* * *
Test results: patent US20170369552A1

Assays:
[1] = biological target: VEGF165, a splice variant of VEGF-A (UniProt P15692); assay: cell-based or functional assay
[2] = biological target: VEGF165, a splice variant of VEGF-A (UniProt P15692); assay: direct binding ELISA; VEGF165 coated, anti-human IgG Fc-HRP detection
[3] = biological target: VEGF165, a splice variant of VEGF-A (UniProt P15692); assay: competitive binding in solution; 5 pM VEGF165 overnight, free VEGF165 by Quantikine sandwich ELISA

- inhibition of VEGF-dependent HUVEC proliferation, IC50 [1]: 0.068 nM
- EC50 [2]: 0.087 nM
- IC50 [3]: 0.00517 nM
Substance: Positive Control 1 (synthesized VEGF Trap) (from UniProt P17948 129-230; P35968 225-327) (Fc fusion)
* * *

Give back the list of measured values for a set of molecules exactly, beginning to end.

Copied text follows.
Test results: patent US20170369552A1

Assays:
[1] = biological target: VEGF165, a splice variant of VEGF-A (UniProt P15692); assay: cell-based or functional assay
[2] = biological target: VEGF165, a splice variant of VEGF-A (UniProt P15692); assay: direct binding ELISA; VEGF165 coated, anti-human IgG Fc-HRP detection
[3] = biological target: VEGF165, a splice variant of VEGF-A (UniProt P15692); assay: competitive binding in solution; 5 pM VEGF165 overnight, free VEGF165 by Quantikine sandwich ELISA

- inhibition of VEGF-dependent HUVEC proliferation, IC50 [1]: 0.068 nM
- EC50 [2]: 0.087 nM
- IC50 [3]: 0.00517 nM
Substance: Positive Control 1 (synthesized VEGF Trap) (from UniProt P17948 129-230; P35968 225-327) (Fc fusion)